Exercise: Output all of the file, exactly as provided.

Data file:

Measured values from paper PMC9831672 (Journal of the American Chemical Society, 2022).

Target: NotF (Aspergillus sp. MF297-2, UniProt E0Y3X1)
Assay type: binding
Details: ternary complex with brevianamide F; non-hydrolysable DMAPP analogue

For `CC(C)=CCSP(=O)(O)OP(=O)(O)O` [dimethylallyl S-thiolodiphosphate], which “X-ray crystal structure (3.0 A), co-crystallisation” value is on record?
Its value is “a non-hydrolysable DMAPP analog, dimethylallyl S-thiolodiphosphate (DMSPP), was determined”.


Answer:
Measured values from paper PMC9831672 (Journal of the American Chemical Society, 2022).

Target: NotF (Aspergillus sp. MF297-2, UniProt E0Y3X1)
Assay type: binding
Details: ternary complex with brevianamide F; non-hydrolysable DMAPP analogue

For `CC(C)=CCSP(=O)(O)OP(=O)(O)O` [dimethylallyl S-thiolodiphosphate], which “X-ray crystal structure (3.0 A), co-crystallisation” value is on record?
Its value is “a non-hydrolysable DMAPP analog, dimethylallyl S-thiolodiphosphate (DMSPP), was determined”.